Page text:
St. Louis-based API man­u­fac­tur­er slammed with FDA warn­ing let­ter over 'per­va­sive mold,' qual­i­ty is­sues

The growth of API man­u­fac­tur­ing in In­dia and Chi­na has led to nu­mer­ous warn­ing let­ters and lots of ques­tion marks around qual­i­ty con­trol and da­ta in­tegri­ty is­sues. But vi­o­la­tions by US-based API man­u­fac­tur­ers can be just as ques­tion­able.

For in­stance, in a warn­ing let­ter dat­ed last week, St. Louis-based API man­u­fac­tur­er Jost Chem­i­cal was cri­tiqued for the way it failed to ad­e­quate­ly re­spond to mold con­t­a­m­i­na­tion, fol­low­ing com­plaints from Au­gust 2018 re­lat­ed to its man­u­fac­ture of potas­si­um sul­fate.

“No­tably, you re­port­ed that ap­prox­i­mate­ly 83 per­cent of your mi­cro­bial prod­uct fail­ures were mold-re­lat­ed fail­ures,” FDA not­ed, ex­plain­ing that the site’s wa­ter sys­tems are not ad­e­quate, es­pe­cial­ly as the site man­u­fac­tures APIs that are used by cus­tomers to pro­duce ster­ile drug prod­ucts.

“Your cur­rent fre­quen­cy of test­ing and wa­ter qual­i­ty stan­dards are in­ad­e­quate to en­sure con­trol over your man­u­fac­tur­ing process­es,” the warn­ing says. “You are re­spon­si­ble for en­sur­ing the wa­ter for equip­ment clean­ing and man­u­fac­tur­ing is of suit­able qual­i­ty and does not po­ten­tial­ly con­tribute to con­t­a­m­i­na­tion of mi­crobes or mi­cro­bial byprod­ucts to API process­es.”

What’s more is that the com­pa­ny did not re­call the APIs af­fect­ed by mold.

“You did not ini­ti­ate a for­mal re­call with FDA no­ti­fi­ca­tion but in­stead in­formed your clients the lots failed to meet spec­i­fi­ca­tions and in­struct­ed them to re­turn or de­stroy the fail­ing lots,” the FDA said. “In ad­di­tion, your retests showed per­va­sive mold in three lots, but you did not ex­pand your in­ves­ti­ga­tion suf­fi­cient­ly to in­clude oth­er po­ten­tial­ly im­pact­ed lots to ful­ly ad­dress the scope of the prob­lem.”

Now, the FDA wants Jost to do a ret­ro­spec­tive re­view of out-of-spec re­sults it ini­ti­at­ed over the last three years to iden­ti­fy in­ves­ti­ga­tions that were not ex­pand­ed to in­clude all po­ten­tial­ly im­pact­ed lots.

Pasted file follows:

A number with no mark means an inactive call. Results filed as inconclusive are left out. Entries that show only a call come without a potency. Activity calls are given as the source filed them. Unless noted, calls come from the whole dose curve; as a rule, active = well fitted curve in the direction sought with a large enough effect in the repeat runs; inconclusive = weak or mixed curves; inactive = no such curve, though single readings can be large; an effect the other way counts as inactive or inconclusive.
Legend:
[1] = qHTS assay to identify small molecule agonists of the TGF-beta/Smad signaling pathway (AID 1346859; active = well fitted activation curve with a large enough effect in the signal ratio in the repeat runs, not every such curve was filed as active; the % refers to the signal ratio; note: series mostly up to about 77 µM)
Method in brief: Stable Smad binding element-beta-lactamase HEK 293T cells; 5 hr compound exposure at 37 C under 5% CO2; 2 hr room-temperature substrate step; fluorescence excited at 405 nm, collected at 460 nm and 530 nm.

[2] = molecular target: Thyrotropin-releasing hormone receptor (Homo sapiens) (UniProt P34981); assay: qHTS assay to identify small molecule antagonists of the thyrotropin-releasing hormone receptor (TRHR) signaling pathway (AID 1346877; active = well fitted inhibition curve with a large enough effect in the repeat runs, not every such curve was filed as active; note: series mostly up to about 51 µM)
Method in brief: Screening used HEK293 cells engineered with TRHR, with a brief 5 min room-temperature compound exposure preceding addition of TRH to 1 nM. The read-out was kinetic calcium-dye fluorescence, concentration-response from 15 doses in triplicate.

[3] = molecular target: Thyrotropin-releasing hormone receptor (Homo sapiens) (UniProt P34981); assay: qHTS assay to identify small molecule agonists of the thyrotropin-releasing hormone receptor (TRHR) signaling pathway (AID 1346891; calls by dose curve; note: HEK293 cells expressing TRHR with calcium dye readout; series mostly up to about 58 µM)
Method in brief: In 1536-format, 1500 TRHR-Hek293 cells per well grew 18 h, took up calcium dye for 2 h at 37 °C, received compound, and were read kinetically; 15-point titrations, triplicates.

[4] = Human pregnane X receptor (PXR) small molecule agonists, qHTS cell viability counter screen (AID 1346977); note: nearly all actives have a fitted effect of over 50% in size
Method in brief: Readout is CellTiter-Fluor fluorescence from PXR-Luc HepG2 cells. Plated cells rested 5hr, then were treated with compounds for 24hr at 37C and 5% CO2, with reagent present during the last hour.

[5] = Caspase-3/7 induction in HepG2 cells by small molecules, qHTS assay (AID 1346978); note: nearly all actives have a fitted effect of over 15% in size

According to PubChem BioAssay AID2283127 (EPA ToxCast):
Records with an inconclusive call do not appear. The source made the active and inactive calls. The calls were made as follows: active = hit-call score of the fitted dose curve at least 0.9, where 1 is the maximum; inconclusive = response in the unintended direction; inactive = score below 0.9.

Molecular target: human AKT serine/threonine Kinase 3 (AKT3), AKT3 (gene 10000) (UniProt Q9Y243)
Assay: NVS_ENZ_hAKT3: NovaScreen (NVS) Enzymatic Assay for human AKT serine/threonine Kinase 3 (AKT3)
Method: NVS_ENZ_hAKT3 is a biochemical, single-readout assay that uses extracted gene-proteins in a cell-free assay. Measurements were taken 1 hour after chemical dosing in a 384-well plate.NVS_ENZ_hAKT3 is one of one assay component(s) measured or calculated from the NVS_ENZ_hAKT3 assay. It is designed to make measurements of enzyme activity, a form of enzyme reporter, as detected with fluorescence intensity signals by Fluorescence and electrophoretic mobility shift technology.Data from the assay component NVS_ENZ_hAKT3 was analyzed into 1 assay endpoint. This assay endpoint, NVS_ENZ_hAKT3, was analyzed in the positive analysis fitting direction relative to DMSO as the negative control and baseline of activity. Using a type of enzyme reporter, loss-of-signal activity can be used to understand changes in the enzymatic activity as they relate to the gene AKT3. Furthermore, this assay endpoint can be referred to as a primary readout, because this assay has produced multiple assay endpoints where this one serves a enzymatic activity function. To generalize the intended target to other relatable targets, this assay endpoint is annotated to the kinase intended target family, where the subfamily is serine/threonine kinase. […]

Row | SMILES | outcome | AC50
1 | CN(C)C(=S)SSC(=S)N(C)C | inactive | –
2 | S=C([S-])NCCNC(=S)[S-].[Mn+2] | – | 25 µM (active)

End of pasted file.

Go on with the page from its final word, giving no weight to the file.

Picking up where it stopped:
And like some of its Chi­nese and In­di­an API coun­ter­parts, the FDA al­so warned Jost for in­suf­fi­cient con­trols over its cGMP da­ta. Not on­ly does Jost lack unique pass­words for lab in­stru­ments used to gen­er­ate an­a­lyt­i­cal da­ta for fin­ished API prod­ucts, but the in­spec­tion found that the site’s an­a­lyt­i­cal sys­tems lacked con­trols to pre­vent users from delet­ing elec­tron­ic da­ta — a ma­jor is­sue.

The site al­so lacks pro­ce­dures gov­ern­ing the re­view of au­dit trails of both pro­duc­tion and lab­o­ra­to­ry equip­ment, and the FDA al­so found its clean­ing val­i­da­tion for non-ded­i­cat­ed man­u­fac­tur­ing equip­ment is in­ad­e­quate, and its mi­cro­bial test pro­ce­dure is in­ad­e­quate.

UP­DAT­ED: In a fresh dis­ap­point­ment, Am­gen spot­lights a ma­jor safe­ty is­sue with KRAS com­bo

Amgen had hoped that its latest study matching its landmark KRAS G12C drug Lumakras with checkpoint inhibitors would open up its treatment horizons and expand its commercial potential. Instead, the combo spurred safety issues that blunted efficacy and forced the pharma giant to alter course on its treatment strategy, once again disappointing analysts who have been tracking the drug’s faltering sales and limited therapeutic reach.

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Ad­dress­ing the ‘Ca­pac­i­ty Crunch’ with a Scal­able Plat­form Process Ap­proach

The field of gene therapy has been diligently moving forward over the past several decades to bring potentially life-saving treatments to patients with genetic diseases. In addition to two approved adeno-associated viral (AAV) gene therapies, there are more than 250 AAV gene therapies in various clinical trial stages.1 AAV vectors remain the most frequently used vector for delivering therapeutic transgenes to target tissues due to their demonstrated and lasting clinical efficacy and extensive safety track record. As AAV therapies advance through clinical trials and into commercialization, many biotech companies are turning to contract development and manufacturing organizations (CDMOs) to prepare their programs for late-stage clinical and commercial scale manufacturing. Given the scope and scale of the manufacturing needs that will accompany regulatory approvals for these assets, CDMOs continue to expand their capacity to meet the needs of increasing prevalent patient populations. However, despite rapid growth, projected gene therapy manufacturing demands still outpace the collective capacity of the CDMO industry.

A $5B Pfiz­er buy­out? Am­gen, Gilead head­line M&A Thurs­day; Al­ny­lam's AT­TR sweep; An­drew Lo's rare dis­ease quest; and more

Welcome back to Endpoints Weekly, your review of the week’s top biopharma headlines. Want this in your inbox every Saturday morning? Current Endpoints readers can visit their reader profile to add Endpoints Weekly. New to Endpoints? Sign up here.